“You want to find the programs where there’s a high upfront cost of delivering an intervention, and figure out where bringing private funding to the table can help advance an issue that the government wouldn’t already be funding,” she explains.

The youth recidivism program stood out as a good fit. Adolescents who enter Rikers have a 48 percent chance of returning the following year. If the program is successful in lowering that percentage, the city will see cost savings almost immediately, rather than having to wait years or decades for the benefits of the intervention to accrue. What’s more, a night spent in jail costs the city a set amount — which means a night avoided does, too. This helps the city and its contract partners avoid subjectivity in determining the costs, thresholds and returns named in the deal.

“For each youth that we can prevent from coming back and being readmitted, there’s a marginal cost savings,” Misner says. “Those savings get particularly large when you prevent enough youth from coming back that you can close a housing unit, close a wing of the jail, and maybe, ideally, you can close the jail.”

Goldman’s Glen says the social impact bond’s unusual mix of edge-pushing novelty and objective, clear-cut terms attracted her group to sign on. “We were able to get very comfortable with the risk, the return we hope to achieve and the partnership,” she says.

But what it took to get comfortable with the terms and the expected outcome was plenty of first-person research into the program, she adds.

“This was not a passive type of underwriting or analysis,” she says. “We went out to Rikers, we met with the warden, we understood in a physical way what was going to happen. I don’t know how often there were a bunch of Goldman bankers talking to a warden on Rikers, but we were out there.”

Even given that level of involvement, Goldman’s ready to do it all again. New York City released a request for expressions of interest on August 2, seeking proposals for more SIB setups from interested nonprofits. Goldman would like to continue to be involved, and at least in the early days, says Glen, each deal will necessitate as much scrutiny as the first.

“Each one is quite bespoke. This is not a commodity product, and it won’t be for a long time,” she says. “That would be quite a victory.”

Undoubtedly making the deal more attractive to Goldman is a dimension that distinguishes the New York City social impact bond from its U.K. inspiration: Bloomberg Philanthropies, Mayor Bloomberg’s personal foundation, has offered a $7.2 million loan guarantee that reduces Goldman’s potential downside to only $2.4 million. Glen says that the guarantee was already on the table when Goldman entered the SIB conversation in NYC and adds that she can’t speculate on whether the bank would have gotten involved without that assurance, though she does say, “It helped us get more comfortable with the risk.”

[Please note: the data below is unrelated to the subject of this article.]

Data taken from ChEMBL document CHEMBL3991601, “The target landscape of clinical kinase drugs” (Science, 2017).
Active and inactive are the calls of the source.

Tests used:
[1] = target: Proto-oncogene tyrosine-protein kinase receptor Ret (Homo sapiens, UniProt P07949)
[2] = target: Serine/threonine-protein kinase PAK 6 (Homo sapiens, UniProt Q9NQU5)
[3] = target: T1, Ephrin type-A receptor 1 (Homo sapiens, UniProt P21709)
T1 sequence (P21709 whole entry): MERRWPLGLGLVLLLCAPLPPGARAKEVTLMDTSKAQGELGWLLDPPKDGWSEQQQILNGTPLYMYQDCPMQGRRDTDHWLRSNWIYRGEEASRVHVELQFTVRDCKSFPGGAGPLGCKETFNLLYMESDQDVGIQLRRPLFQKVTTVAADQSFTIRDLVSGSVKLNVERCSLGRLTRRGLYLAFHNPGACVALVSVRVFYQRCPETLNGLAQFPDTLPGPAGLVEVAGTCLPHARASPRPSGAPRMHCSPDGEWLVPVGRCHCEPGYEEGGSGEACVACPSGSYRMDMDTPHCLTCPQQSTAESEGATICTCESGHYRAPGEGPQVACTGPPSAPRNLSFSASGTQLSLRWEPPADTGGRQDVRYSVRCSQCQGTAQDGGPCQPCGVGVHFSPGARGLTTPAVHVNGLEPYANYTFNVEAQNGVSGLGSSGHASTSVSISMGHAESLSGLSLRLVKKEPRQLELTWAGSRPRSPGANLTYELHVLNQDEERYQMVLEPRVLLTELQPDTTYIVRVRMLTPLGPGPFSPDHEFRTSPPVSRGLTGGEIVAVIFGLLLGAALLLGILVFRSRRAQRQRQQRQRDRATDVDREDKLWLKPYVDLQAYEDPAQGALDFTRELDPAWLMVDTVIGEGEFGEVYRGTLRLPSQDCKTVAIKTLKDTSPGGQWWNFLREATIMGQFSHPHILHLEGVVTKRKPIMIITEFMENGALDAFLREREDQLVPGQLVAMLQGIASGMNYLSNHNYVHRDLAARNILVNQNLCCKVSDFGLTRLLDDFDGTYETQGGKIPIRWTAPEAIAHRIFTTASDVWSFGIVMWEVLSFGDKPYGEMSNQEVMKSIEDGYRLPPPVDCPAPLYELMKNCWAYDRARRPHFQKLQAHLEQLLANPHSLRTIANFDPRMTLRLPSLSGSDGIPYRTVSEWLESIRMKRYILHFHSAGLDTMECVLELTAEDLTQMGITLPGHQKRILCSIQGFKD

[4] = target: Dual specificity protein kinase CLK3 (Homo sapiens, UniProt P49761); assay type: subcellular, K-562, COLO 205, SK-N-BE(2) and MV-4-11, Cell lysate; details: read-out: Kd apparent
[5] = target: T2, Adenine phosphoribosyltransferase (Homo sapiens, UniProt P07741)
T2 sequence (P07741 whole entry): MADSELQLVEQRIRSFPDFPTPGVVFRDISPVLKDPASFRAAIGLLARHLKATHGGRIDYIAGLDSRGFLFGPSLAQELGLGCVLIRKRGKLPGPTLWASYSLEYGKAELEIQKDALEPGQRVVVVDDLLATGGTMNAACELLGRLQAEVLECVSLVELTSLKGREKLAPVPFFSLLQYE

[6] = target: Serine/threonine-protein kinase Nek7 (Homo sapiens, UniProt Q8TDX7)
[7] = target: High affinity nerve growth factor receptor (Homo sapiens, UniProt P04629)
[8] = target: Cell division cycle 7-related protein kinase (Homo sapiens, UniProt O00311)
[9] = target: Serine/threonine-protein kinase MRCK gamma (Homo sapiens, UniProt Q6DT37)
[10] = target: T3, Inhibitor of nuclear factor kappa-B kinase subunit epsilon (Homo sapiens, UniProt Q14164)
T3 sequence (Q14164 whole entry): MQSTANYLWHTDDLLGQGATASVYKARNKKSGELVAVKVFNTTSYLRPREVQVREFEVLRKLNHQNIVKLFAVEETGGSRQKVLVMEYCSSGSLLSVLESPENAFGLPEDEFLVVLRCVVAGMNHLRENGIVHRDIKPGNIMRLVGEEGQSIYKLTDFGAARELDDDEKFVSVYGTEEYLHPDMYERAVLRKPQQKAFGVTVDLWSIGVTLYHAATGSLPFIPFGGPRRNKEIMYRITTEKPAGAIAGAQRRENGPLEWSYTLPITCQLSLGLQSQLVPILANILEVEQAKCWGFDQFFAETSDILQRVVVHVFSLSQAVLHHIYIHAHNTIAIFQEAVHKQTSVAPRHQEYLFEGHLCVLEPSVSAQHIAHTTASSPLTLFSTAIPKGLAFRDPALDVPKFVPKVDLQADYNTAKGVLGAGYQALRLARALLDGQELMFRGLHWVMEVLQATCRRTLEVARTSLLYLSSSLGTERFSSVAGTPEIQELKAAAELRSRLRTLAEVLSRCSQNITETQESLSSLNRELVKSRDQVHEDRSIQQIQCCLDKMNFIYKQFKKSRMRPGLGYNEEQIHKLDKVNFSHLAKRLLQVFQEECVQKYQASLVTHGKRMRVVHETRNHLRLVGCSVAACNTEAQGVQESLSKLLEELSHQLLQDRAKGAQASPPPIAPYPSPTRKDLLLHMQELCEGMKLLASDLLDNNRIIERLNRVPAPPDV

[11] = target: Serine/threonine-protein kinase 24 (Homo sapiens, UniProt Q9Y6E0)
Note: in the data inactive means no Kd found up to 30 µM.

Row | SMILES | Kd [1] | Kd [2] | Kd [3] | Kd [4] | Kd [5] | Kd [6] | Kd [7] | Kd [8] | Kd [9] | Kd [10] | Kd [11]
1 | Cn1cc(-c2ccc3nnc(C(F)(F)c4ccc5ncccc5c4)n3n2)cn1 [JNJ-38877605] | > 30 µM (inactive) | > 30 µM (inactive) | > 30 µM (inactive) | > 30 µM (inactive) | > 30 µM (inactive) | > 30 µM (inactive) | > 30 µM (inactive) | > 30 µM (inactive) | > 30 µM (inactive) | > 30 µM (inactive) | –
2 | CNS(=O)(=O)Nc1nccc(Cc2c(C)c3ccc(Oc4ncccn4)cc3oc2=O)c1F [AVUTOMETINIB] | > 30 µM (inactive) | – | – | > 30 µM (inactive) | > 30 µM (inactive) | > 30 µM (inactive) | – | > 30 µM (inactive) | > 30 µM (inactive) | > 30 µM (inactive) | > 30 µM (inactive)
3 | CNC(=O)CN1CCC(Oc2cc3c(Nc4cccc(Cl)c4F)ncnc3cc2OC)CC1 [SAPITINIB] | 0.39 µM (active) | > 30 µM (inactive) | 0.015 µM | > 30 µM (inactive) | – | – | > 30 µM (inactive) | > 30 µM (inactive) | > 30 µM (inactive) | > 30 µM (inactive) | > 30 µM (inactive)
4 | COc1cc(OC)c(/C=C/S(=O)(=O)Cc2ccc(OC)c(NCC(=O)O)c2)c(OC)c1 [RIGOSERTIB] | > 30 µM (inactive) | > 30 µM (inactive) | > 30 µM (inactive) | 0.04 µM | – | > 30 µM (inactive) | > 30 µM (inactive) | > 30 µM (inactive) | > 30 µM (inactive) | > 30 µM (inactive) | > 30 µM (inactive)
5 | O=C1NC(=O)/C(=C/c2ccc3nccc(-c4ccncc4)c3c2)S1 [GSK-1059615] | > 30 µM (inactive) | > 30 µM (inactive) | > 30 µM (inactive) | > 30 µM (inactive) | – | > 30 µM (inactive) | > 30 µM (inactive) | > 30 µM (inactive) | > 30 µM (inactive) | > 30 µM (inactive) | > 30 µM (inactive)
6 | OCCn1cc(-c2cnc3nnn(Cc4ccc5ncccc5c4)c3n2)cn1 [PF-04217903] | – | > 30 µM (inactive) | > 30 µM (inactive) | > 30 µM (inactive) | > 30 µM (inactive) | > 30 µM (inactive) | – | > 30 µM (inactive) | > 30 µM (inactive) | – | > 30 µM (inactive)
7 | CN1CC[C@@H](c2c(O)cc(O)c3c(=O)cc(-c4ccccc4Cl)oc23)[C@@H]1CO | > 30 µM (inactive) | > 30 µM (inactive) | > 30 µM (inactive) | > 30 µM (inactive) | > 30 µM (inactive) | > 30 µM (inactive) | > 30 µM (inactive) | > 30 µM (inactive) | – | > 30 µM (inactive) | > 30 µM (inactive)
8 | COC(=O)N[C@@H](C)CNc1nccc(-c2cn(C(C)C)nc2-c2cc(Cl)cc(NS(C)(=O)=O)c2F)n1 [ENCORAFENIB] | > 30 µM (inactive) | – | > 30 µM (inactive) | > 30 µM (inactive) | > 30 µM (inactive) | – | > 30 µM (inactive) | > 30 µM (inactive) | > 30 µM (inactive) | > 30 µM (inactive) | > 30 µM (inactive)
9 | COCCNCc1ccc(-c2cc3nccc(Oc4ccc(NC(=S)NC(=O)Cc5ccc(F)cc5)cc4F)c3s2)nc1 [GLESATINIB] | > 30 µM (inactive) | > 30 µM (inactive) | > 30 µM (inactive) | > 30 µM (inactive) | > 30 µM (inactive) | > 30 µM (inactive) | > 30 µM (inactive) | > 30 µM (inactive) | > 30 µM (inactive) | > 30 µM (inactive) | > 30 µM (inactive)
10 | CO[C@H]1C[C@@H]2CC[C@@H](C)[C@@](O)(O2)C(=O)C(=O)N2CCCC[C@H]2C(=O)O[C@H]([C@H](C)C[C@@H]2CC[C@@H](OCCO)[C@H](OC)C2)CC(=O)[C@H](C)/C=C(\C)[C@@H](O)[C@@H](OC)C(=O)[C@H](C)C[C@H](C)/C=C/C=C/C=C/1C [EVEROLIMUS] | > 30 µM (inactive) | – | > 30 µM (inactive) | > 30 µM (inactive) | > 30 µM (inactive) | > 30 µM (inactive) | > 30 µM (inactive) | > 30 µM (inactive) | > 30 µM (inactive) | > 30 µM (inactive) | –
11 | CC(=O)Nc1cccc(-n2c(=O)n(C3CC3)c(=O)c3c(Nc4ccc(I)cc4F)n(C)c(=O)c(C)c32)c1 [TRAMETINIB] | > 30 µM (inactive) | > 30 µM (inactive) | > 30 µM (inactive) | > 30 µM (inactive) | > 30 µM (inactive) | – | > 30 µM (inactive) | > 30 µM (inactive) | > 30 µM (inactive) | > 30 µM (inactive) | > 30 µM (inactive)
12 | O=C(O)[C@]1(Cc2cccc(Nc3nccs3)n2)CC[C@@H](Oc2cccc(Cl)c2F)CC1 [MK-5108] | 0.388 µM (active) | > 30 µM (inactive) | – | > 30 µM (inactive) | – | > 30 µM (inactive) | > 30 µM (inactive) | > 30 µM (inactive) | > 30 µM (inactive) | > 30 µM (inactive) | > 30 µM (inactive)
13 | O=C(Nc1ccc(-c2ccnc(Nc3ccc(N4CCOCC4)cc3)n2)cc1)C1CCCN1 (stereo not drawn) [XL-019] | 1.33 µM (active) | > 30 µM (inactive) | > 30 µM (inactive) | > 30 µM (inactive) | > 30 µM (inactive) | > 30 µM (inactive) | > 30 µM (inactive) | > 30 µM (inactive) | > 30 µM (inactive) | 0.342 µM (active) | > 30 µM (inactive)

In Massachusetts, a state that in a matter of weeks will announce the details of its own SIB contracts to address juvenile justice and chronic homelessness, Secretary of Administration and Finances Jay Gonzalez confirms that no such loan guarantee will be part of the deal. This will likely affect the type of investors who ultimately signal their interest.

“We don’t plan to provide any kind of guarantee, so at the end of the day, the investor is going to need to be willing, in our transaction, to take on substantial, if not all, of the risk,” Gonzalez says. “I think the philanthropic investors, generally speaking, are probably more likely, from a mission-driven perspective, to be interested in these types of transactions and to make investments at reasonable rates of return, as opposed to commercial rates of return.”

Giantris’s NFF says that for the counties, cities and states who announce the next round of SIB deals — which is likely to include New York State, Los Angeles County, and a handful of others across the country — the New York City deal is likely to serve as an important model.

“I think what NYC has piloted for the market is that you can incent a commercial investor into these kinds of transactions, but given that it is the first time a deal like this has been done in the country, there will be some level of risk mitigation that’s needed,” she says. “In this case, the risk mitigation came in the form of the partial guarantee. I do think that it’s a great precedent.”